What comes first, the Profits or the Wage?
Apparently, you can't have both. Or, so it seems. Profits and wages, just like all other business outflows, come from the same revenue stream. Each necessarily impinges on the other, which creates a dilemma.
Digging out of the red will be a tall order for U.S. stocks next week after Friday's big losses unless the corporate profit picture improves and the international tensions driving oil prices through the roof ease.Now, since we know oil prices aren't going to ease anytime soon, that means "improved profits" will have to be wrung from elsewhere. Wages and benefits are the first items on the corporate agenda.
But wait, you say, wages and benefits are already low, and if every corporation cuts jobs to increase profits, who will do all the work?
Well, they could close down some plants and move operations to cheap labor markets. This would get rid of excess capacity, solving the wage problem, and eliminate excess supply of goods, easing the deflationary pressures on prices as an added bonus! Two birds with one stone.
But wait, you say, corporations have already done these things on a fairly large scale. Could they possibly intend to do more of the same? That would be national economic suicide! (Or, more accurately, genocide.)
What about the alternative? What happens to stocks if corporate profits don't improve?
"Investors are having to deal with the reality of lower corporate profits," said Michael Strauss, chief economist at Commonfund in Wilton, Connecticut. "And the stock market is starting to feel that impact."In other words, when profits aren't cutting it, those who wield the big bucks (institutional investors) deal with it, alright - they take their money elsewhere!
But wait, you say, you mean that investors don't give a damn what happens to domestic corporations after they pull the equity rug from underneath it? Clearly, no.
They owe allegiance to no one. They sell on a heartbeat. The price of stock tumbles and loyal investors are not only left with stock that's worth less, but they face an uphill battle to raise capital. The stocks are no longer attractive, and bond buyers demand higher interest rates on any new corporate bonds issued.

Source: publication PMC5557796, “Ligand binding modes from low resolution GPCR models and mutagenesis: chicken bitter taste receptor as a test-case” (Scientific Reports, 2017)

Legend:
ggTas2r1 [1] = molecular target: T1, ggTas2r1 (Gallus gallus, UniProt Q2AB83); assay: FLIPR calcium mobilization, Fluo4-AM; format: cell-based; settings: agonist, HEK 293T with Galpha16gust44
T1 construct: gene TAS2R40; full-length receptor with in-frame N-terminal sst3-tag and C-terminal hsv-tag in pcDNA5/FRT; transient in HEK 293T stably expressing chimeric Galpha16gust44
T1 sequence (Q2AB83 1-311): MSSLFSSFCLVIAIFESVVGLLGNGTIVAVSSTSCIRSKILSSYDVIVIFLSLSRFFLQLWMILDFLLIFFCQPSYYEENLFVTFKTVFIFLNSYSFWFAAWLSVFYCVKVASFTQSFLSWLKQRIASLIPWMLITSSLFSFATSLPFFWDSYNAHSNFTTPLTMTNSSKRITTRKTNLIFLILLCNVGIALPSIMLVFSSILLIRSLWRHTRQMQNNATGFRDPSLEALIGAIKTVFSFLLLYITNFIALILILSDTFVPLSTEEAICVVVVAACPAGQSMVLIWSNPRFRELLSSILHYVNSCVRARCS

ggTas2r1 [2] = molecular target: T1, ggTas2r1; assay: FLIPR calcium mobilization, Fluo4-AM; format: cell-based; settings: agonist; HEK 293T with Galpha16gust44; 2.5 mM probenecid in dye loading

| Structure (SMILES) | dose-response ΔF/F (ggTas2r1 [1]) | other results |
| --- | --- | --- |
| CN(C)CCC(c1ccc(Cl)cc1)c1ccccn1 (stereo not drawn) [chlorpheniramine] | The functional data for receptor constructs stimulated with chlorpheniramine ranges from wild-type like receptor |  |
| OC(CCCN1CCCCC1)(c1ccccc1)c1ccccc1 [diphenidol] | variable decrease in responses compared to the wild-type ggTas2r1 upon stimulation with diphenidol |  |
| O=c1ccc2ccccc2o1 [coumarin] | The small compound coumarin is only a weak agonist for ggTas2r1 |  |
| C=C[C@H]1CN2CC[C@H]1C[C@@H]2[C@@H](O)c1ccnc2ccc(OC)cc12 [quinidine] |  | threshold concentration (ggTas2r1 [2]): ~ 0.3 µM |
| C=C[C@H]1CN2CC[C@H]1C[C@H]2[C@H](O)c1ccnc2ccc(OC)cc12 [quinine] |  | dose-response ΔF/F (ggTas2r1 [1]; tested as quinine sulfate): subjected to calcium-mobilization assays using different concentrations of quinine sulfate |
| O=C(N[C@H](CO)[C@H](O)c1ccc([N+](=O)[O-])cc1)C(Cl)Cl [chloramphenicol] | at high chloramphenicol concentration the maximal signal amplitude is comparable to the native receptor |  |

But, wait a minute. What's going on here? Is it the investors that don't give a damn, or is it the traders? Or, a combination of both?
Small-time individual investors tend to hold on to their stocks as long as the company's product or service is marketable and in demand (e.g., Independence Air). They don't look at the company's financial statement, their debt to equity ratio or consider the impact the terms of their loan agreements will have on interest payments when the Fed increases interest rates.
Also, many individual investors don't do their own trading. Professional brokerage houses do their trading. And brokers, of course, make money whether or not the stock's value plummets. Sure, they claim to please their clients. But after all, losses are the nature of the game. Most individual investors will not complain, even if they lose 50%, or more, of their investment because the amount at stake, in absolute terms, is not very big.
In contrast, institutional investors do keep a close eye on corporate financial statements and debt to equity ratios. They carry much of the corporate bonds, after all. And, they know what's going to happen to the supply of capital in the marketplace and its impact on the cost of doing business. They, along with the banks, ARE the supply of capital!
You see, profits and wages are not born in a vacuum. Other costs come into play: energy, raw materials, and of course, everyone's favorite -INTEREST - the elephant in the room that keeps raiding the pantry unnoticed. But, these other factors are all controlled by the same greedy bastards that control the securities markets.
So, when the media starts toeing the line that profits need to improve in order to save the stock market, they really mean that workers need to cough up more blood to satisfy the insatiable greed of those who control the financial markets (securities and money). And it's painfully obvious that that greed cannot be satisfied.
American industry is already gutted. And now these bastards want our city, state, and our federal government, which, by the way, are all corporations, to implement the same austerity measures as their for-profit counterparts. They not only want to export American jobs overseas, they want to shut down the entire nation! Standard operating procedure for vulture capitalists.
The securities market is nothing but a colossal game of Monopoly - and it's rigged in favor of those who control the money supply and those who control the trading. When they tell you we, as a nation, must increase profits to save the stock market, tell them that profits must stand in line. Wages and our lives come first.